When Emma*, a senior at a Southeastern University, was a freshman, a fraternity member recorded one of her pledge sisters having drunken sex with a brother at a mixer and passed the video around his house. The pledge sister didn't discuss the incident with her, so Emma never learned whether the sex was consensual. But her sorority's reaction to the news was surprising: They complained behind the sister's back that she had damaged relations with a high-ranking fraternity, which suddenly didn't want to mix with them anymore.
"I was like, I can't believe she would do this to us. We still wanted to hang out with them because they were a cool, cute fraternity," Emma recalls. "Now I can't believe I thought those words. The sororities inflict values on us, and it's really confusing, so we take it out on one another so we can keep partying." Why would a sorority turn on a member who may have been raped? The answer lies in a sisterhood that is much more complicated than outsiders realize.
Several years ago, I went undercover to investigate sororities for my book Pledged: The Secret Life of Sororities. The reaction to exposing these popular, opaque groups was immediate and fierce. Some sorority chapters banned or boycotted the book; some members tried to publicly shame me online. But for years afterward, my inbox was flooded with emotional thank-you notes from sisters and alumnae—so I decided to connect with the current generation of sorority women to update Pledged (the reissue comes out this month). And this new investigation uncovered something chilling: The National Panhellenic Conference (NPC) sorority system does contribute to campus rape culture.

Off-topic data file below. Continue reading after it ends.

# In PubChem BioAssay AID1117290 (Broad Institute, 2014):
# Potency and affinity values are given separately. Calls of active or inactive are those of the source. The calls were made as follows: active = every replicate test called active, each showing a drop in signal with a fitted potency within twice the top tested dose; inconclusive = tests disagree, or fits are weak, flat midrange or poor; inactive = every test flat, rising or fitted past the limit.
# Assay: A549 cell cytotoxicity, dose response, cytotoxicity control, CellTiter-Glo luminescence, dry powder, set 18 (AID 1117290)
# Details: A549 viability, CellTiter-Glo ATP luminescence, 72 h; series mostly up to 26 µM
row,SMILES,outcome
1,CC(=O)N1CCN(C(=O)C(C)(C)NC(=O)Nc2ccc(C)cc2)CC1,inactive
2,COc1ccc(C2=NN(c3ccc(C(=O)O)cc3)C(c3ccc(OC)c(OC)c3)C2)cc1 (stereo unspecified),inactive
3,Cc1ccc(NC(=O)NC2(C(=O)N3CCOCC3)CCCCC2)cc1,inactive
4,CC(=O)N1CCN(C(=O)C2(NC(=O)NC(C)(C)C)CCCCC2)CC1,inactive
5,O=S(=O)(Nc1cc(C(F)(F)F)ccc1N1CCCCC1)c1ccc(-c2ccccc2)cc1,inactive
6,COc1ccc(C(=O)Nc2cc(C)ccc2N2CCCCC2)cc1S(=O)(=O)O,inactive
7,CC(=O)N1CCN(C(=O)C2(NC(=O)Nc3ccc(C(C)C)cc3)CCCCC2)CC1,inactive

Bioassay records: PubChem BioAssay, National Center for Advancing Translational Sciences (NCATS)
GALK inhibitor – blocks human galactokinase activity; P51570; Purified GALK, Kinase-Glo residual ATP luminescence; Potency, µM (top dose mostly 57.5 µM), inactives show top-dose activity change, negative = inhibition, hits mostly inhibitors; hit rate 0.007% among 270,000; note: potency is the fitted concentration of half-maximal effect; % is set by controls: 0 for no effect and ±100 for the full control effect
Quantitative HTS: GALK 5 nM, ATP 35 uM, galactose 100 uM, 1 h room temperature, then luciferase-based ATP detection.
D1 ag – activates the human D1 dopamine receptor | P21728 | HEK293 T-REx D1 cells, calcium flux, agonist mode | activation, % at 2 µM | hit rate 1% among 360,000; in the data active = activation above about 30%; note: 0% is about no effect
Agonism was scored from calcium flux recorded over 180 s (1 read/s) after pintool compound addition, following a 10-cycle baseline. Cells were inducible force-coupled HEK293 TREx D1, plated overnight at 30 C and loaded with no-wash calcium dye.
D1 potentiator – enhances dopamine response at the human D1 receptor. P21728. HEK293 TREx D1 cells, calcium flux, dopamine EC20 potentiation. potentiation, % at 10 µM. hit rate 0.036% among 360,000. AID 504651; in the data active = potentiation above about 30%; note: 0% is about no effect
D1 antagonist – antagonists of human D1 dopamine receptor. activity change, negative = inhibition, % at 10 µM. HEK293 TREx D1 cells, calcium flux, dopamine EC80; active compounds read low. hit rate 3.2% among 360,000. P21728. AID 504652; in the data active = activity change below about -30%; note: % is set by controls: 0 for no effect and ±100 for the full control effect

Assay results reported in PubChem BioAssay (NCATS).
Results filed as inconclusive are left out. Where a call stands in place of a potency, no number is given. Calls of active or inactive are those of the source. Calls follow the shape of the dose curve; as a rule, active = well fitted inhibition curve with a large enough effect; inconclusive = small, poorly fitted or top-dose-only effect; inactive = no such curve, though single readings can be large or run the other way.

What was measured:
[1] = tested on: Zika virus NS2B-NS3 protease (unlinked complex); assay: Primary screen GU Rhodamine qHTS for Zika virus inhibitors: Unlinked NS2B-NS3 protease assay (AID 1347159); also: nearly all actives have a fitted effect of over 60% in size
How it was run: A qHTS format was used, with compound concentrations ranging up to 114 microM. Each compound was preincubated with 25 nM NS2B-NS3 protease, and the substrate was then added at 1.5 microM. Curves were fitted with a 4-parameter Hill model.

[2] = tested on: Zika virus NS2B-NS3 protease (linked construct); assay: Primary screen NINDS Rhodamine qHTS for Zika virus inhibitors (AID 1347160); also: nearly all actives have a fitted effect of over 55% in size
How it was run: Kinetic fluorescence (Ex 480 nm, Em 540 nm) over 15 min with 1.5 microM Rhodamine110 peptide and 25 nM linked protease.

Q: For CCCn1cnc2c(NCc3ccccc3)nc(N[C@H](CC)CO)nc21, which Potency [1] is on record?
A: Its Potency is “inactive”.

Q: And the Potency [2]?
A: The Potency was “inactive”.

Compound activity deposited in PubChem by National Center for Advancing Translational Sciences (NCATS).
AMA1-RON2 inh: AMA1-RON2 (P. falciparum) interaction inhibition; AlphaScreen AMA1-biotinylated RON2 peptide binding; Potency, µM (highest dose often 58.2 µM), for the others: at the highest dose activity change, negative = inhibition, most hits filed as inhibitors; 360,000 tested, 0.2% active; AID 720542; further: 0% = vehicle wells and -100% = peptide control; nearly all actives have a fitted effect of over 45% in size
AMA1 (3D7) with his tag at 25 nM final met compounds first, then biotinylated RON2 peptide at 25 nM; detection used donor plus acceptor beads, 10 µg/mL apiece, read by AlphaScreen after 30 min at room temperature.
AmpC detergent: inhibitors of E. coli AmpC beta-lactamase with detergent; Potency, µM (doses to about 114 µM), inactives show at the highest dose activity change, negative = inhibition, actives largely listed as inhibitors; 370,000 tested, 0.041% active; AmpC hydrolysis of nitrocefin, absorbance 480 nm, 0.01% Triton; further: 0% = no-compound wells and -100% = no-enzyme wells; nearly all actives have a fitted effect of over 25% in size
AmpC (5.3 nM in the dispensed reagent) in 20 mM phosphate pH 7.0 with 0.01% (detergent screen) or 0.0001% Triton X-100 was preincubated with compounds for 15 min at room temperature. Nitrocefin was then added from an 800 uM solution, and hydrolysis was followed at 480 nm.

Sororities hold a powerful allure. When young women arrive on campus, the promise of friends, a fun social calendar, and a home base can be comforting. Sororities can make a large campus feel smaller, giving students a sense of belonging. Many chapters teach leadership, plus organizational and professional skills, and encourage community service. And at some schools, Greek life dominates the social scene.
But there's evidence that sorority members are sexually assaulted at a higher rate than nonmembers; a 2009 Violence Against Women study reported that sorority women at one university were four times more likely to be sexually assaulted than non-Greeks, and a 2014 University of Oregon (UO) study found that nearly one in two sorority members on that campus were victims of nonconsensual sexual contact.